kelvin

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Related to Color temperature: Color Rendering Index, White balance

SI units

 
the units of measurement generally accepted for all scientific and technical uses; together they make up the International System of Units. (See also metric system.) The abbreviation SI, from the French Système International d'Unités, is used in all languages. There are seven base SI units, defined by specified physical measurements, and two supplementary units. Units are derived for any other physical quantities by multiplication and division of the base and supplementary units. The derived units with special names are shown in the accompanying table.



SI is a coherent system. This means that units are always combined without conversion factors. The derived unit of velocity is the meter per second (m/s); the derived unit of volume is the cubic meter (m3). If you know that pressure is force per unit area, then you know that the SI unit of pressure (the pascal) is the unit of force divided by the unit of area and is therefore equal to 1 newton per square meter.

The metric prefixes can be attached to any unit in order to make a unit of a more convenient size. The symbol for the prefix is attached to the symbol for the unit, e.g., nanometer (nm) = 10−9 m. The units of mass are specified in terms of the gram, e.g., microgram (μg) = 10−9 kg.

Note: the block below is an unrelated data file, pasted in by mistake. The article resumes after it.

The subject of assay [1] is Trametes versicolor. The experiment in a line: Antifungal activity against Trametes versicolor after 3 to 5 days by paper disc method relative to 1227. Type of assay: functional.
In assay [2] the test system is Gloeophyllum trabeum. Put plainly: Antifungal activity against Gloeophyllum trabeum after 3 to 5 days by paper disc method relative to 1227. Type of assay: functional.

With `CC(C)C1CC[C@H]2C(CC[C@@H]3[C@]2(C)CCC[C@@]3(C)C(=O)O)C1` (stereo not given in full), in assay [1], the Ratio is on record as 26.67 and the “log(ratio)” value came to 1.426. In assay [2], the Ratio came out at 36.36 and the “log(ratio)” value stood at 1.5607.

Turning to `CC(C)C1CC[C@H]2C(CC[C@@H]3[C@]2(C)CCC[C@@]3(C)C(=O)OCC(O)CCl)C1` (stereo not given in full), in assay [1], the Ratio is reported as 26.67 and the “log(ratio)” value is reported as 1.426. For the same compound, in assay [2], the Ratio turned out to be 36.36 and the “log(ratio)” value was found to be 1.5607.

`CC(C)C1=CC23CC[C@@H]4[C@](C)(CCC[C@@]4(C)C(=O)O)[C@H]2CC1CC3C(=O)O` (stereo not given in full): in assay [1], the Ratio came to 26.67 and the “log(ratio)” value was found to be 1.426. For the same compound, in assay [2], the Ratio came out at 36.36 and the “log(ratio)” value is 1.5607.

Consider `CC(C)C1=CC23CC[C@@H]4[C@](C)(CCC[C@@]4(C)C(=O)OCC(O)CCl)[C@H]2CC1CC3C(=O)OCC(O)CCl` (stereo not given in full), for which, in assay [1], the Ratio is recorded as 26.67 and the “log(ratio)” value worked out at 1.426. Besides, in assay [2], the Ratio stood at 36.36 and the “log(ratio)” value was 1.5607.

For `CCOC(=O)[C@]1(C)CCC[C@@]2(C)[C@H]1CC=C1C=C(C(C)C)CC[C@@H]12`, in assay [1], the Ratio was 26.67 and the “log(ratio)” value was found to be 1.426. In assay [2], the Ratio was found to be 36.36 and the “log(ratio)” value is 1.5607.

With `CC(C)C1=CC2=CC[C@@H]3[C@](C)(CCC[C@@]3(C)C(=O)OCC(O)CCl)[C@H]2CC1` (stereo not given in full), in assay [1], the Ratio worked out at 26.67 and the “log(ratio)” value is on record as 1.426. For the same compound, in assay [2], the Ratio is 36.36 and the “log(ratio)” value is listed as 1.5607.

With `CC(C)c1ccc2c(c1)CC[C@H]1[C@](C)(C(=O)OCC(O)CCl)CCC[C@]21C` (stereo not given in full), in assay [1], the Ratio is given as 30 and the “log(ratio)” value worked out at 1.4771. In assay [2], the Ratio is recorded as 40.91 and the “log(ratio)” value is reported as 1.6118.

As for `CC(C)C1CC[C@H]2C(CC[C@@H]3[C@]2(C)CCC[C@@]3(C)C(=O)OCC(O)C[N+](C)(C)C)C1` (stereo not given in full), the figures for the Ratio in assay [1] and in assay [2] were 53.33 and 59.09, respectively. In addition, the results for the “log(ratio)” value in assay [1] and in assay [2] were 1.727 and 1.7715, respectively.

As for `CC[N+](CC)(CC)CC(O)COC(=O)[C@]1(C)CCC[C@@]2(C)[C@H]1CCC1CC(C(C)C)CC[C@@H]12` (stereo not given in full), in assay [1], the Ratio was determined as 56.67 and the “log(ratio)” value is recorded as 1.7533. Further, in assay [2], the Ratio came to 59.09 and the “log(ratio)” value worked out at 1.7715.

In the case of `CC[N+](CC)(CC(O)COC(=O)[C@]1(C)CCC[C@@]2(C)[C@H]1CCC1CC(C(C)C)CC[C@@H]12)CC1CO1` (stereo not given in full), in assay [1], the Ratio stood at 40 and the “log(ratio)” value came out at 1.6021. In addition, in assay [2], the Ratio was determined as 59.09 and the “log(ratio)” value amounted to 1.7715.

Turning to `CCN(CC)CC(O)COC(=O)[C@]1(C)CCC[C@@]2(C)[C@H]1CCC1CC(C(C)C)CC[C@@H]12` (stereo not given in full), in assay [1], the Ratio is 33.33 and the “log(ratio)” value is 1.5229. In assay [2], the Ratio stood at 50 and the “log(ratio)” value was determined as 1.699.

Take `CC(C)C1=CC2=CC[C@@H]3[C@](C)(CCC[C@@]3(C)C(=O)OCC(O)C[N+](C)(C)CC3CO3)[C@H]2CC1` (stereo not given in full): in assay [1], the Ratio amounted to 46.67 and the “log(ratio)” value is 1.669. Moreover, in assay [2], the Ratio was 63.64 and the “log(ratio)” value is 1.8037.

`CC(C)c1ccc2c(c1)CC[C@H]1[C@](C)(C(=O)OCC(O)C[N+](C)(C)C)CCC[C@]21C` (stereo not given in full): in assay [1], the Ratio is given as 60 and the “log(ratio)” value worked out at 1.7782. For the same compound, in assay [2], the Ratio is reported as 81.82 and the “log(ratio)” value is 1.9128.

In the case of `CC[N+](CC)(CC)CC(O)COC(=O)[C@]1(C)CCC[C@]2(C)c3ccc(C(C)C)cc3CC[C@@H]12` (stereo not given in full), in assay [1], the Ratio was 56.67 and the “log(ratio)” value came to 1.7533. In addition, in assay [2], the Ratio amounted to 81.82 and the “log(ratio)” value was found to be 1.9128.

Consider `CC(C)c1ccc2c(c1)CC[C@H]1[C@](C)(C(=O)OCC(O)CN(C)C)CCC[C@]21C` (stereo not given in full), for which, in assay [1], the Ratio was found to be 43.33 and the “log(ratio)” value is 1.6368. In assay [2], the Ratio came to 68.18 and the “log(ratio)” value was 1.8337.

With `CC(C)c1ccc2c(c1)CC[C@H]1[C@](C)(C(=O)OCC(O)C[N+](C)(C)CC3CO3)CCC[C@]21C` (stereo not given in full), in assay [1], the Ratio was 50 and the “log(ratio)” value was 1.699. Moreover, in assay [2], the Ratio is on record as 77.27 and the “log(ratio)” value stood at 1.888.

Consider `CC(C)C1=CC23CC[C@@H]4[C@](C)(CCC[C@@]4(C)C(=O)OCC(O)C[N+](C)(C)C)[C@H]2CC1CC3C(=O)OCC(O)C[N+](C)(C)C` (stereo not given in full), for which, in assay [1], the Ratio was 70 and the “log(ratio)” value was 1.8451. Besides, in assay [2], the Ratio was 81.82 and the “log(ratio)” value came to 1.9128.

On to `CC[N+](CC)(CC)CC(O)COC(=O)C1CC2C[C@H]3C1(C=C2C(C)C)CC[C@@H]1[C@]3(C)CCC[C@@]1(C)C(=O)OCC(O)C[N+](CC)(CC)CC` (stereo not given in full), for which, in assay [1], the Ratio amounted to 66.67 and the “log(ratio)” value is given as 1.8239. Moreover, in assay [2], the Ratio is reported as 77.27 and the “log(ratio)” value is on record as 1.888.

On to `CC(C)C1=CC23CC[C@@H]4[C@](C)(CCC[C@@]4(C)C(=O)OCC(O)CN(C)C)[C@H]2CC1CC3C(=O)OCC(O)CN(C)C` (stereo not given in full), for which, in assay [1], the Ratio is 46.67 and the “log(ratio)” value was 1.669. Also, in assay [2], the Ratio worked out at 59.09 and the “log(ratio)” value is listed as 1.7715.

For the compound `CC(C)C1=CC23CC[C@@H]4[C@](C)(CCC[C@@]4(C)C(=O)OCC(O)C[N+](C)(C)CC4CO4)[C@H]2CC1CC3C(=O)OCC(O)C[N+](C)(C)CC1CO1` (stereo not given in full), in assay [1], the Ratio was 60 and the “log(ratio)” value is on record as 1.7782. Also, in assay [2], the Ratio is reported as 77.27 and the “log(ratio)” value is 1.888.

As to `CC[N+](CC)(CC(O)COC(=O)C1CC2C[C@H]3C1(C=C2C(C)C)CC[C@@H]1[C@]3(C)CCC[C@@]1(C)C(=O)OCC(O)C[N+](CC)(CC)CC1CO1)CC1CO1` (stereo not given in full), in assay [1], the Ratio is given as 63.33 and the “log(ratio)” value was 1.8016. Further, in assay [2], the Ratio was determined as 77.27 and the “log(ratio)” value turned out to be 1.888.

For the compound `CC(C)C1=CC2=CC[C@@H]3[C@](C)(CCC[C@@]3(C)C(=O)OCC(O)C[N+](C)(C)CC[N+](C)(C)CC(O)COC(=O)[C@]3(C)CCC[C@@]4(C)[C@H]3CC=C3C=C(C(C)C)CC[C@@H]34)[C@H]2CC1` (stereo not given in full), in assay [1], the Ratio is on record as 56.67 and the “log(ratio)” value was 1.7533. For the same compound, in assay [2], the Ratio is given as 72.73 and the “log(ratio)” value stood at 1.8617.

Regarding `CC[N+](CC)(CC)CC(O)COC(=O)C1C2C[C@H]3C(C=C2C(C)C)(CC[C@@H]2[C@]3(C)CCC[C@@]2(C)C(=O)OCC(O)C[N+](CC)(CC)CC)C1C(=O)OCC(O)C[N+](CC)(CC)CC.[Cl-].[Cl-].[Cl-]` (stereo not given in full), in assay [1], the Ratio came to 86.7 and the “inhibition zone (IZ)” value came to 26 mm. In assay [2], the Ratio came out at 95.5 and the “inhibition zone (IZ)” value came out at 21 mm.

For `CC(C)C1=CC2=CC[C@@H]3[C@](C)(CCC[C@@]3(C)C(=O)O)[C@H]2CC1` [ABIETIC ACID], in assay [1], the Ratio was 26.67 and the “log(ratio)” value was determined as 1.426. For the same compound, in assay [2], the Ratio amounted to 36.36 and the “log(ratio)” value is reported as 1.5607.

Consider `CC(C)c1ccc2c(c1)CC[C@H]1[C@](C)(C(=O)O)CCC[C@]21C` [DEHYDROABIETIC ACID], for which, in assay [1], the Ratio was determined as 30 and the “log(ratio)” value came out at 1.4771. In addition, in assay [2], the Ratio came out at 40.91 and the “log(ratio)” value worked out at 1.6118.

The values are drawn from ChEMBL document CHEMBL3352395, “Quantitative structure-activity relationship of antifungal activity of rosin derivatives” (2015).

Only one prefix is used with a unit; the use of units such as the millimicrometer is no longer acceptable. When a unit is raised to a power, the power applies to the prefix as well, e.g., a cubic millimeter (mm3) = 10−9 m3. When a prefix is used with a ratio unit, it should be in the numerator rather than in the denominator, e.g., kilometers/second (km/s) rather than meters/millisecond (m/ms). Only prefixes denoting powers of 103 are normally used. Hecto-, deka-, deci-, and centi- are usually attached only to the metric system units gram, meter, and liter.

Owing to the force of tradition, one noncoherent unit, the liter, equal to 10−3 m3, or 1 dm3, is generally accepted for use with SI. The internationally accepted abbreviation for liter is the letter l; however, this can be confused with the numeral 1, especially in typescript. For this reason, the capital letter L is also used as a symbol for liter. The lower case letter is generally used with prefixes, e.g., dl, ml, fl. The symbols for all other SI units begin with a capital letter if the unit is named after a person and with a lower case letter otherwise. The name of a unit is never capitalized.

Kel·vin

(kel'vĭn),
William Thomson, Scottish physicist, 1824-1907. See: kelvin, Kelvin scale.

kel·vin (K),

(kel'vĭn),
A unit of thermodynamic temperature equal to 273.16-1 of the thermodynamic temperature of the triple point of water. See: Kelvin scale.
[Lord Kelvin]

kelvin

/kel·vin/ (K) (kel´vin) the base SI unit of temperature, equal to 1/273.16 of the absolute temperature of the triple point of water.

kel·vin

(K) (kel'vin)
A unit of thermodynamic temperature equal to 1/273.16 of the thermodynamic temperature of the triple point of water.
See also: Kelvin scale
[Lord Kelvin]

scale

device marked at regular intervals, used for measuring;
  • celsius scale; centigrade scale; °C temperature scale with 100 gradations between freezing (0°C) and boiling points (100°C) of pure water, when recorded at sea level

  • fahrenheit scale; °F temperature scale with 180 gradations between freezing (32°F) and boiling points (212°F) of pure water, when recorded at sea level

  • kelvin scale; K temperature scale measured in degrees Celsius from absolute zero; 0K is equivalent to -273.16°C, 0°C equates to 273K, and 100°C equates to 373K

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